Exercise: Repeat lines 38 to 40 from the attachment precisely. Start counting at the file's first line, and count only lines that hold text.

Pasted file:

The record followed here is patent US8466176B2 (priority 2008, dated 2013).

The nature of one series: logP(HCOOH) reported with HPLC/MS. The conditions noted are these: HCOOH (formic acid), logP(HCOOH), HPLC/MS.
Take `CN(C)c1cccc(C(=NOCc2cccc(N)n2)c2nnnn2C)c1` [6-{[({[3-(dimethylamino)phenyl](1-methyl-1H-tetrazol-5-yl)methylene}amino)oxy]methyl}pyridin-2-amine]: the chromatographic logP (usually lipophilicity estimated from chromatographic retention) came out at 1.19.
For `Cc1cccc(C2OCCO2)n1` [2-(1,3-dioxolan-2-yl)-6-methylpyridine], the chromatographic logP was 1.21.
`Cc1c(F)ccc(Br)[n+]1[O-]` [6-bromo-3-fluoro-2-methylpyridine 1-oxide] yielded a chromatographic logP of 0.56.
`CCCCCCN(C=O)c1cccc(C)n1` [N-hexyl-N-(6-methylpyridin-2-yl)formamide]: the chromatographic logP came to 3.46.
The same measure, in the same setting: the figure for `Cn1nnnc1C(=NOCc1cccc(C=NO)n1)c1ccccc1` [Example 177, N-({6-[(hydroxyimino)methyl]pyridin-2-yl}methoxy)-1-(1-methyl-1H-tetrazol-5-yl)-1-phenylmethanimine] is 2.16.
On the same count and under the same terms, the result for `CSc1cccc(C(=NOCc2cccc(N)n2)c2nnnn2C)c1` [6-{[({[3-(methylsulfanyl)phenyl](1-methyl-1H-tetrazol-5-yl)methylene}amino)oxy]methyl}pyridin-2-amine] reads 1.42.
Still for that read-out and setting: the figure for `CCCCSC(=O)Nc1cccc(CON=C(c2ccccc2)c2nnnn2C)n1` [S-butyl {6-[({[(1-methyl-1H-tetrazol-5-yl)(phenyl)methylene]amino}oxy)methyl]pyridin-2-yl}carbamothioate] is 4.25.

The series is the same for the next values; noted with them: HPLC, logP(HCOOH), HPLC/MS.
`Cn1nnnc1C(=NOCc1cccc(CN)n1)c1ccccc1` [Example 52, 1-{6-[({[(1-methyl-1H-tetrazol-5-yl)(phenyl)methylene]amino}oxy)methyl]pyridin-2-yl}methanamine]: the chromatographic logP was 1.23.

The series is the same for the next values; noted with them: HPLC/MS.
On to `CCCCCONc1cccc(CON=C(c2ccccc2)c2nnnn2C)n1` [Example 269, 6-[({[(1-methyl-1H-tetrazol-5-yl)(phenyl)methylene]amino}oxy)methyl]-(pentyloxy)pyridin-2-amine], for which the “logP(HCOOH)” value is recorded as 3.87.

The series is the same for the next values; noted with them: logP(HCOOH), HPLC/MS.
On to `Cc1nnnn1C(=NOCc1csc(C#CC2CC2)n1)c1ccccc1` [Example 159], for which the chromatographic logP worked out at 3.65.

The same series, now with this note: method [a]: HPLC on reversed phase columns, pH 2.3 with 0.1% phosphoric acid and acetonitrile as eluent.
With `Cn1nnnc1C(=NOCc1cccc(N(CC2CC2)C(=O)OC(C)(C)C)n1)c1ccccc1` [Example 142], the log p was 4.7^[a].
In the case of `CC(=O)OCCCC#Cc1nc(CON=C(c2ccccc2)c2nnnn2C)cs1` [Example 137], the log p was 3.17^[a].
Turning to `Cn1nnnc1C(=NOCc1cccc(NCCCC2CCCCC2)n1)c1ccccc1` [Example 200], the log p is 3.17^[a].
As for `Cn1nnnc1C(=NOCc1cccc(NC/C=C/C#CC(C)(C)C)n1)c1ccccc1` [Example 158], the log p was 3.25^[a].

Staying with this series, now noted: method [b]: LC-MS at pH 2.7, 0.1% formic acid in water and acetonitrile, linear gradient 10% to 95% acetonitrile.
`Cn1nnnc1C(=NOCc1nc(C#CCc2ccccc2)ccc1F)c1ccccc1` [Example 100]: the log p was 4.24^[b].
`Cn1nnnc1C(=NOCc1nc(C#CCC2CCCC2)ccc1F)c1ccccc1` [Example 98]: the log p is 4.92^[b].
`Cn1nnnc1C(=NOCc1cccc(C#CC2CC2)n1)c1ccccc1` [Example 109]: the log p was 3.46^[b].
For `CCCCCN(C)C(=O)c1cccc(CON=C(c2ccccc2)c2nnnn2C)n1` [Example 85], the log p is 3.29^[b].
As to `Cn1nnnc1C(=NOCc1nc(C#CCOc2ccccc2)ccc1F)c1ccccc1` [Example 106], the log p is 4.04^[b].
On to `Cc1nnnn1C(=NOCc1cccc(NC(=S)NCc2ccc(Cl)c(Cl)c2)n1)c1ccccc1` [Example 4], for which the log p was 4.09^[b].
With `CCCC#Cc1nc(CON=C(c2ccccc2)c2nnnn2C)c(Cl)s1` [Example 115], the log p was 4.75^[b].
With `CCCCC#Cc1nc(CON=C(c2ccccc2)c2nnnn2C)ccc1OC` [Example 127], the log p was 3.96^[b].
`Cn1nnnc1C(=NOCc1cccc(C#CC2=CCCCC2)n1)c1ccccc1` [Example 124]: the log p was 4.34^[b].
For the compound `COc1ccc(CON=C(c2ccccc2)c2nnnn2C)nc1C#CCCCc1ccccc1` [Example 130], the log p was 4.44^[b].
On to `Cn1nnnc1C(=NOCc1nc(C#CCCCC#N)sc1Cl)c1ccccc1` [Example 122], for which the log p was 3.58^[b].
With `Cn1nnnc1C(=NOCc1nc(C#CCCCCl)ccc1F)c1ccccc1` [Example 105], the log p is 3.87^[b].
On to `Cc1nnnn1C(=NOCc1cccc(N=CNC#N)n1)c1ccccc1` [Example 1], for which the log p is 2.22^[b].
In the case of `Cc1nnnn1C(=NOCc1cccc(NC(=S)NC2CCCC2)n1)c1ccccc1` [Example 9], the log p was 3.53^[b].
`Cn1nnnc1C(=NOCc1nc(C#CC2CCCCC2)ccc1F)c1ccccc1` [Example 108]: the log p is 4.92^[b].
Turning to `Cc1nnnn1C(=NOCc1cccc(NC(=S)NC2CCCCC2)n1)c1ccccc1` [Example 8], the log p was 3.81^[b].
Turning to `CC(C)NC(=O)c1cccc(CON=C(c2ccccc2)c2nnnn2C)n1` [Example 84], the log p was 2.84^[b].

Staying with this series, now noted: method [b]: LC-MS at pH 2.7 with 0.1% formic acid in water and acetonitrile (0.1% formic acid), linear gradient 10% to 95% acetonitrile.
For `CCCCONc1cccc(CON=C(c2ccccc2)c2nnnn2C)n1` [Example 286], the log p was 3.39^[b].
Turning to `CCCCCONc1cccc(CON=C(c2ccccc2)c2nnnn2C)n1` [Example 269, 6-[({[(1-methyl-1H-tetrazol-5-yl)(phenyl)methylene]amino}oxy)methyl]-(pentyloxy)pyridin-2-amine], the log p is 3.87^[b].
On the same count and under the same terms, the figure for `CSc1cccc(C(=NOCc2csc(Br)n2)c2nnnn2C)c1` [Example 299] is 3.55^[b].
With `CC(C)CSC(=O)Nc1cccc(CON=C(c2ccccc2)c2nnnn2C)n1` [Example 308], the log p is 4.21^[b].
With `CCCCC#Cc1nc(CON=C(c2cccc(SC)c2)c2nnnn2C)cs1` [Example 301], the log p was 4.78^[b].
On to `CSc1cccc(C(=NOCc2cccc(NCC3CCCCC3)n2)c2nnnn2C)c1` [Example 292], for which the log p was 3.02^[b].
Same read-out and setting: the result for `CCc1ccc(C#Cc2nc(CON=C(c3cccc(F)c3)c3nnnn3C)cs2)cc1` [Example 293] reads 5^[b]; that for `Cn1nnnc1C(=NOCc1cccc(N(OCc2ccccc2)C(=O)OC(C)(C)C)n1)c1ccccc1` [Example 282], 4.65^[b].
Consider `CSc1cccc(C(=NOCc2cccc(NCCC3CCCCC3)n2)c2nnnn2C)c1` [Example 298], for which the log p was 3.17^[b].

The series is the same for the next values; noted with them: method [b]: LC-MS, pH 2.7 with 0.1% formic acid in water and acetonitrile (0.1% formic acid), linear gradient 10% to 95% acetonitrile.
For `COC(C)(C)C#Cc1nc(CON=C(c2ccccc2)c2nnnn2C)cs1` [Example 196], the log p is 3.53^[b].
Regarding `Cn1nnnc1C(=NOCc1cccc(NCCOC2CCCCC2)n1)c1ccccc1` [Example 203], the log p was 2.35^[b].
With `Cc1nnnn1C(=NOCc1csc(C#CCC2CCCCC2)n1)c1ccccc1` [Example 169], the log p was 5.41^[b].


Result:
Turning to `CC(C)NC(=O)c1cccc(CON=C(c2ccccc2)c2nnnn2C)n1` [Example 84], the log p was 2.84^[b].

Staying with this series, now noted: method [b]: LC-MS at pH 2.7 with 0.1% formic acid in water and acetonitrile (0.1% formic acid), linear gradient 10% to 95% acetonitrile.
For `CCCCONc1cccc(CON=C(c2ccccc2)c2nnnn2C)n1` [Example 286], the log p was 3.39^[b].